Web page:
Category name changes
At the 1st Academy Awards ceremony (for 1927 and 1928), there were two categories of awards that were each considered the top award of the night: Outstanding Picture and Unique and Artistic Picture, the former being won by the war epic Wings, and the latter by the art film Sunrise. Each award was intended to honor different and equally important aspects of superior filmmaking.
The following year, the Academy dropped the Unique and Artistic Picture award, and decided retroactively that the award won by Wings was the highest honor that could be awarded. Although the award kept the title Outstanding Picture for the next ceremony, the name underwent several changes over the years as seen below. Since 1962, the award has been simply called Best Picture.
- 1927/28–1928/29: Academy Award for Outstanding Picture
- 1929/30–1940: Academy Award for Outstanding Production
- 1941–1943: Academy Award for Outstanding Motion Picture
- 1944–1961: Academy Award for Best Motion Picture
- 1962–present: Academy Award for Best Picture
Until 1950, this award was presented to a representative of the production company. That year the protocol was changed so that the award was presented to all credited producers. This rule was modified in 1998 to apply a limit of three producers receiving the award, after the five producers of Shakespeare in Love had received the award.
As of 2014
, the "Special Rules for the Best Picture of the Year Award" limit recipients to those who meet two main requirements:
- Those with screen credit of "producer" or "produced by"
- those three or fewer producers who have performed the major portion of the producing functions
The rules allow "bona fide team[s] of not more than two people to be considered to be a single 'producer' if the two individuals have had an established producing partnership for at least the previous five years and as a producing team have produced a minimum of five theatrically released feature motion pictures during that time.
The Academy can make exceptions to the limit, as when Anthony Minghella and Sydney Pollack were posthumously included among the four producers nominated for The Reader. As of 2014 the Producers Branch Executive Committee determines such exceptions, noting they take place only in "rare and extraordinary circumstance[s]."
Steven Spielberg currently holds the record for most nominations at ten, winning one, while Kathleen Kennedy holds the record for most nominations without a win at eight. Sam Spiegel and Saul Zaentz tie for the most wins with three each. As for the time when the Oscar was given to production companies instead, Metro-Goldwyn-Mayer holds the record with five wins and 40 nominations.
Best Picture and Best Director
The Academy Awards for Best Picture and Best Director have been closely linked throughout their history. Of the 91 films that have won Best Picture, 65 have also been awarded Best Director. Only five films have been awarded Best Picture without receiving a Best Director nomination: Wings (1927/28), Grand Hotel (1931/32), Driving Miss Daisy (1989), Argo (2012), and Green Book (2018). The only two Best Director winners to win for films that did not receive a Best Picture nomination were during the early years of the awards: Lewis Milestone for Two Arabian Knights (1927/28), and Frank Lloyd for The Divine Lady (1928/29).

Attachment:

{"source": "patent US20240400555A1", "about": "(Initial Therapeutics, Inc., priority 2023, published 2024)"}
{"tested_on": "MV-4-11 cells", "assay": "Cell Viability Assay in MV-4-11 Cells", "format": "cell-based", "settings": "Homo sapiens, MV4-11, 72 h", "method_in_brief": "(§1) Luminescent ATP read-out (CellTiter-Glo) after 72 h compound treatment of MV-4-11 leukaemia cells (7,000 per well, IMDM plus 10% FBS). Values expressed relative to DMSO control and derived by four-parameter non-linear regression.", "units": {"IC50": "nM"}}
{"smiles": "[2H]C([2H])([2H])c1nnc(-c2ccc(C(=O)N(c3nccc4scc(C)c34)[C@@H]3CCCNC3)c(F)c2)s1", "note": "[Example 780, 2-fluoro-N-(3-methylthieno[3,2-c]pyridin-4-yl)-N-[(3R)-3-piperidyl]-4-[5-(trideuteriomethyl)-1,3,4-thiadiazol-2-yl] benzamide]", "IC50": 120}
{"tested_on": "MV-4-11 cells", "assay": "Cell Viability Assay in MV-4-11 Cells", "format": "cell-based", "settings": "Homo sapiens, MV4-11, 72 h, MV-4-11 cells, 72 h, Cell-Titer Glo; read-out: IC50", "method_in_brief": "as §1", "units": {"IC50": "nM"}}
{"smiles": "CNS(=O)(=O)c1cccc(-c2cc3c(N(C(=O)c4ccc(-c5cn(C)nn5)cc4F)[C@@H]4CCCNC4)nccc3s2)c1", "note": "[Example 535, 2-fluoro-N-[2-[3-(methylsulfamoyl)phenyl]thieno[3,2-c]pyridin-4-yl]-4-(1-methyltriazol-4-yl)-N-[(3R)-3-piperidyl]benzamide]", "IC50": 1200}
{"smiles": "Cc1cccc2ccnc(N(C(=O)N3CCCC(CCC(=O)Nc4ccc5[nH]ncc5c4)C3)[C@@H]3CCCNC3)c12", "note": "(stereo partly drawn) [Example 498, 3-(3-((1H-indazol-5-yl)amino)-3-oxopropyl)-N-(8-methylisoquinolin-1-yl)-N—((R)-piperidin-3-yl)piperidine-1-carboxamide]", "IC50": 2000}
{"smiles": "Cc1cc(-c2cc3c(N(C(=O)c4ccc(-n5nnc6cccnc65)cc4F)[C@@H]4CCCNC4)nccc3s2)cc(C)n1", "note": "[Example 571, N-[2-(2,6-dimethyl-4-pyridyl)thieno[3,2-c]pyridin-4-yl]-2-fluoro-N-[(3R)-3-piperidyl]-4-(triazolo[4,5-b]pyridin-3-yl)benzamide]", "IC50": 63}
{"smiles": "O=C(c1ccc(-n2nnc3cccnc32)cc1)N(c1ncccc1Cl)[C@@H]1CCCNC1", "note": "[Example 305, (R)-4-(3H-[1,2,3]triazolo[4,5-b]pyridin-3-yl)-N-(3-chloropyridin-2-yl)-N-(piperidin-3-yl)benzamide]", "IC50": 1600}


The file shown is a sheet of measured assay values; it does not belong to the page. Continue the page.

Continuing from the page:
Nomination limit increased
On June 24, 2009, AMPAS announced that the number of films to be nominated in the Best Picture award category would increase from five to ten, starting with the 82nd Academy Awards (2009). The expansion was a throwback to the Academy's early years in the 1930s and 1940s, when eight to 12 films were nominated each year. Beginning with films released in 1944, until 2008, only five films were nominated each year for the award. "Having 10 Best Picture nominees is going to allow Academy voters to recognize and include some of the fantastic movies that often show up in the other Oscar categories but have been squeezed out of the race for the top prize," AMPAS President Sid Ganis said in a press conference. "I can't wait to see what that list of 10 looks like when the nominees are announced in February."
At the same time, the voting system was switched from first-past-the-post to instant runoff voting (also known as preferential voting). Two years after this change, the Academy revised the rule again so that the number of films nominated was between five and ten; nominated films must earn either 5% of first-place rankings or 5% after an abbreviated variation of the single transferable vote nominating process. Bruce Davis, the Academy executive director at the time, said, "A Best Picture nomination should be an indication of extraordinary merit. If there are only eight pictures that truly earn that honor in a given year, we shouldn't feel an obligation to round out the number."
One point of contention with the award is the lack of consideration of non-English language films for Best Picture. Only eleven foreign language films have been nominated in the category (one have won): Life Is Beautiful (Italian, 1998). Others that were nominated were Grand Illusion (French, 1938); Z (French, 1969); The Emigrants (Swedish, 1972); Cries and Whispers (Swedish, 1973); The Postman (Il Postino) (Italian/Spanish, 1995); Life Is Beautiful (Italian, 1998); Crouching Tiger, Hidden Dragon (Mandarin Chinese, 2000); Letters from Iwo Jima (Japanese, 2006, but ineligible for Best Foreign Language Film, as it was an American production); Babel (Spanish, 2006); Amour (French, 2012); and Roma (Spanish/Mixtec, 2018).